The figure of Federica Montseny has been one of the most studied and is one of the best known of Spanish anarchism. As we noted above, she grew up in an anarchist family. She was a writer whose literary production is abundant. During part of the civil war, she headed the Ministry of Health and Social Assistance, in which she launched, among other measures, the first draft decree authorizing abortion in Spain; This, it should be noted, was also thanks to the unquestionable work of the anarchist doctor Amparo Poch y Gascón, her counselor in Social Assistance. Montseny launched in La Revista Blanca novel proposals “of intersubjective relationships where the transformation of the domestic code of women into a new female sexuality was key to social transformation.”
In ‘The Lack of Ideality of Feminism’, she wrote: “Feminism, a word only applicable to rich women, because poor women have never been feminists, nor would they be allowed to be!” women did not question the existing institutions. In fact, the debates between the different feminisms continue today. Pastora Filigrana launched the idea: Can you be a feminist without questioning the existing social and economic order that oppresses some women over others, some bodies over others?
For her part, Maymón was also a rationalist teacher and was president of the Women’s Association ‘La Ilustração de la Mujer’ —which had a hundred affiliates and was attached to the CNT—. It is one of the main representatives of anarcho-naturism. In this sense, she advocated the regeneration of humanity in order to produce a new order based on the precepts of what is healthy, natural and good. A life in which nature is at the center, where you can live in the open air and break with the toxic air of cities and factories; break with the diseases related to the poverty of the working class and the mental illnesses that capitalism produces. We can frame Maymón in a much-needed anarchoecofeminism today, through which we fight not to save the limited resources of the planet.
It is true that the thought of these three women is very wide and we could extend this discussion at great length. When we approach their texts, we find strong materialistic approaches mixed with profound idealistic reflections that, at times, can suggest certain contradictions between their own approaches; However, when one examines them, you find that, even today, we ourselves continue to think in very similar terms and with debates that are not far removed from theirs.
The Revolutionary Newsstand Novel
We have not yet mentioned another of the great contributions that contributed to the cultural revolution that anarchism started. It is important to note that the contribution that was made from the anarchism of the folkloric genre or serialized novel brought literature much closer to the proletariat, creating a new genre: the revolutionary kiosk novel.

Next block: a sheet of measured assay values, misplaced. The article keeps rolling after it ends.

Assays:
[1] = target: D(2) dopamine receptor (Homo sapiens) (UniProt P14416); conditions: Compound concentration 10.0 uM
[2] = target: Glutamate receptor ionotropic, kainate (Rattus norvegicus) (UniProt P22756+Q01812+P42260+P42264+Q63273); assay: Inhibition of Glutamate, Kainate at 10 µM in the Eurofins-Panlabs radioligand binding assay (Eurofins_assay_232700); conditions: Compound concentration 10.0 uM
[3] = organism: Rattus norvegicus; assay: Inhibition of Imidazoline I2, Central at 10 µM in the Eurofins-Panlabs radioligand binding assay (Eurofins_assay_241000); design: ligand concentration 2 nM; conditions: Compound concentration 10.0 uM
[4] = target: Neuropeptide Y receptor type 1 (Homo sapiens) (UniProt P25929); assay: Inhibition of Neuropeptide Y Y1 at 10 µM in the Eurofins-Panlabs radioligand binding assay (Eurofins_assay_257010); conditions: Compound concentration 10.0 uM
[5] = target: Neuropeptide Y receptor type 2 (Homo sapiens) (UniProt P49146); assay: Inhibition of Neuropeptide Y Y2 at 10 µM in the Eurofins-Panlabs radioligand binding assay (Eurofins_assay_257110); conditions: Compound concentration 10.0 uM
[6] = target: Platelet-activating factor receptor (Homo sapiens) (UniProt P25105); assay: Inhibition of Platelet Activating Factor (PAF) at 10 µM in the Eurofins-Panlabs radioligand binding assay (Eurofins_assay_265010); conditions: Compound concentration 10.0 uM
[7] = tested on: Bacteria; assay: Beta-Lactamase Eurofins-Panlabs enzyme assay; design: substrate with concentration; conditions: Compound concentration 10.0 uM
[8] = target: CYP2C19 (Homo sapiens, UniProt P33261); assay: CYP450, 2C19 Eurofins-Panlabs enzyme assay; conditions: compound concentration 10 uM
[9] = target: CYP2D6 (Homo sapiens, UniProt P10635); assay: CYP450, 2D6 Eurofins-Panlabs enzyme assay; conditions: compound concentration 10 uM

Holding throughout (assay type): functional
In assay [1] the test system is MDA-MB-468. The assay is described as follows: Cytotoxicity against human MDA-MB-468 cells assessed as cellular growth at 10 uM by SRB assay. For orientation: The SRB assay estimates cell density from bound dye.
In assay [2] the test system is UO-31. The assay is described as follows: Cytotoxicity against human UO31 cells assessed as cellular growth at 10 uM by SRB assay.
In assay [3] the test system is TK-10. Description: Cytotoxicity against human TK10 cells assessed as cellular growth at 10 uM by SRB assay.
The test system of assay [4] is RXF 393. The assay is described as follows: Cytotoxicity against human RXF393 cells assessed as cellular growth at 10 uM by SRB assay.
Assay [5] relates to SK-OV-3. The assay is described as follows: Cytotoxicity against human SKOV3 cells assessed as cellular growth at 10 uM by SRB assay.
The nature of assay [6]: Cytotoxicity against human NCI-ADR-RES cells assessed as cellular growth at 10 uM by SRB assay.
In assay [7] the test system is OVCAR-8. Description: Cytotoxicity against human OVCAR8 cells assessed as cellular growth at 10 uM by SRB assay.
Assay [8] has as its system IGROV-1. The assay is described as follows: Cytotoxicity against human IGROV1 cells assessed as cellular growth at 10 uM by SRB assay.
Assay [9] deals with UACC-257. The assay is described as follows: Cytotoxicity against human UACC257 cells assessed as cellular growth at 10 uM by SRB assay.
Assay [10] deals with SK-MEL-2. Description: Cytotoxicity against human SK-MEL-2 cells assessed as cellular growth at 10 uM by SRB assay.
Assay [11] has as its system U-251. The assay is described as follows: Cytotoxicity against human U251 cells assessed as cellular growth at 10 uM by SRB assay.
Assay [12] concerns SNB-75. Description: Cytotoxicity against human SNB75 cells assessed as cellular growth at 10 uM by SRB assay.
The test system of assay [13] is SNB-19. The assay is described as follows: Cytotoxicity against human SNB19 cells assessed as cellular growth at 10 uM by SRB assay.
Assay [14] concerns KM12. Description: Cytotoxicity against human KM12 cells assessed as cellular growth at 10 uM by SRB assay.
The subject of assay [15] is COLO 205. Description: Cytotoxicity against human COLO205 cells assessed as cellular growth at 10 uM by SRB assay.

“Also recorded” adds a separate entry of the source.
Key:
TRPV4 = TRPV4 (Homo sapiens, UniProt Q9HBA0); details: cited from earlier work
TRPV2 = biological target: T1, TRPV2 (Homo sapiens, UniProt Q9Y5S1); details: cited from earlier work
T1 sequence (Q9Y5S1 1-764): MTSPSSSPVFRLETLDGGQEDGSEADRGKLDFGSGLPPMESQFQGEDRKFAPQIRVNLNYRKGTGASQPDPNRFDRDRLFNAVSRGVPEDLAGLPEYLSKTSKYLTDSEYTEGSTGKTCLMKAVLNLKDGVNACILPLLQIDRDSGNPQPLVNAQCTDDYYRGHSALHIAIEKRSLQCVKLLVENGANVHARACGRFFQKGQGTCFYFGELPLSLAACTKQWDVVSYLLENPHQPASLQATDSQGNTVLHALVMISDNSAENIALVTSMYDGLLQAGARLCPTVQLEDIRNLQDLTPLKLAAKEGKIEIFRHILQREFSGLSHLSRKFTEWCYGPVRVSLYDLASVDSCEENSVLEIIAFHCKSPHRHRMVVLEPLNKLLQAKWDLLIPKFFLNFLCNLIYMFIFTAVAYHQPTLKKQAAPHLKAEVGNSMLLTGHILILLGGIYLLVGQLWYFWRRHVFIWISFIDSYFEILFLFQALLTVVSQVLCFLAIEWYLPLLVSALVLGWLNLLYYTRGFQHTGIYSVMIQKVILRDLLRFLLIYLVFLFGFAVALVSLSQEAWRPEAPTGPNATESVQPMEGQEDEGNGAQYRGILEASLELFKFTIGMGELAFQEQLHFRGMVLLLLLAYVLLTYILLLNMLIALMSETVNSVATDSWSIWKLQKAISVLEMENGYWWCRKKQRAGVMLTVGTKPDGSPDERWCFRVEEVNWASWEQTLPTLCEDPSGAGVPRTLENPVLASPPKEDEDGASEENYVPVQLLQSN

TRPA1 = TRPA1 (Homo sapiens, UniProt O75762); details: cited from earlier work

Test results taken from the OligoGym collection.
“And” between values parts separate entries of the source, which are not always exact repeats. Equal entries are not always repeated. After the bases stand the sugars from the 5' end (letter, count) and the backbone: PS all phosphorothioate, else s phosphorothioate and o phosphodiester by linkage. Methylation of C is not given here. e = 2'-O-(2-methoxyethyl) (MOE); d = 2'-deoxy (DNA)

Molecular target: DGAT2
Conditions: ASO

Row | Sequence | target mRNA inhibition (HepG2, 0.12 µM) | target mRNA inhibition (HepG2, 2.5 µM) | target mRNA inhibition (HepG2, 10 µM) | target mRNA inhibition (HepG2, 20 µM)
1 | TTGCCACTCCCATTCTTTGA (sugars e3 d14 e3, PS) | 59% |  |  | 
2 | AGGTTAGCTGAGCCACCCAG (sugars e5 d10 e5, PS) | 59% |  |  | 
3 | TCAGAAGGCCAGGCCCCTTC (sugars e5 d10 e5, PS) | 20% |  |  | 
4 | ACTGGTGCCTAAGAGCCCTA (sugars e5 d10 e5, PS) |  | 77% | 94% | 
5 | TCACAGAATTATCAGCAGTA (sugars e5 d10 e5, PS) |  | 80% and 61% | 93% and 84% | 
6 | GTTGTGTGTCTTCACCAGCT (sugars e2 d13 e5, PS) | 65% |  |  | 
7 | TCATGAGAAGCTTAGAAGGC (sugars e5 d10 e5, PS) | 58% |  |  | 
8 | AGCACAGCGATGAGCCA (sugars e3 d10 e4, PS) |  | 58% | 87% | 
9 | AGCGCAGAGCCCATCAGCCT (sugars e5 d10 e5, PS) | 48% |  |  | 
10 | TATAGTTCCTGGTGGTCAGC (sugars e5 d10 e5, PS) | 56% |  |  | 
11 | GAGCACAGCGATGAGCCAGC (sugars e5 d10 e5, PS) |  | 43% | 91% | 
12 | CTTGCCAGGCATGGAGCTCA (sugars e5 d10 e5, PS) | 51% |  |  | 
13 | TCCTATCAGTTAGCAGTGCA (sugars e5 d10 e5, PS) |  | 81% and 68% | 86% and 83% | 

Covers of the revolutionary newsstand novel .. the Anselmo Lorenzo Foundation
In the collections La Novela Ideal and La Novela Libre were published, works by male and female workers who in their spare time wrote short proletarian stories. There is no great literary refinement in the works, however, as Lily Litvak points out, it was genuinely popular literature. “We want optimistic novels that fill the soul with hope,” they asked from the seminar for future collaborations. Read massively, they approached an increasingly heterogeneous public.
Prado rescues six authors of the 17 that have been found in the collection of the International Institute of Social History in Amsterdam. Margarita Amador, María Solá, Ángela Graupera, Regina Opisso and, of course, Federica Montseny and Antonia Maymón. The central axis of these novels written by working women is the liberation of women through love, a free love without the intervention of patriarchal structures: State, Church and traditional family. The genre of the anarchist rose novel was the gender of the feminine subject par excellence, because in these novels love, desire and joy were demanded for women. In addition, in all of them, the protagonists are turned around, the representatives of the status quo are the bad guys and the revolutionaries the good guys who want to change the terrible material conditions caused by a corrupt system.
Through their narratives, they denounced the social order, both the State and its perverse policies and the morality of the Church that oppressed the people. On the contrary, they offered alternatives that aspired to a new, more harmonious system. They believed in the new woman, more liberated from both the family and the maternal burden, and also in the new family based on true love and in which alternative forms were investigated compared to the traditional one: adoptive family and single mother families.
The truth is that there are few works that value the literary production of these women and it would be necessary to produce more in-depth studies of these works and their implications. Once again, the invisibility of historical processes that aspired to great changes on the part of the working class becomes evident when we approach these women; writers who deserve to be rescued from oblivion and to be positioned in the place they earned. Women who, despite the difficulties they suffered, took a step forward to contribute to the construction of a more just and free social system, a system that is worth living, which we still seek.